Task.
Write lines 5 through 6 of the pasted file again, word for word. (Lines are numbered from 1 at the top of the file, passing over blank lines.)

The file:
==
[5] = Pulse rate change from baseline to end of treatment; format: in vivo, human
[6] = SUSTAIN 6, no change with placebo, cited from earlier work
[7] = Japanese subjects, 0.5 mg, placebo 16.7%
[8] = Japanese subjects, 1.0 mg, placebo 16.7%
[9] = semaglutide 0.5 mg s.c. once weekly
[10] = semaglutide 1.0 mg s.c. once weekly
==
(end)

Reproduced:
[9] = semaglutide 0.5 mg s.c. once weekly
[10] = semaglutide 1.0 mg s.c. once weekly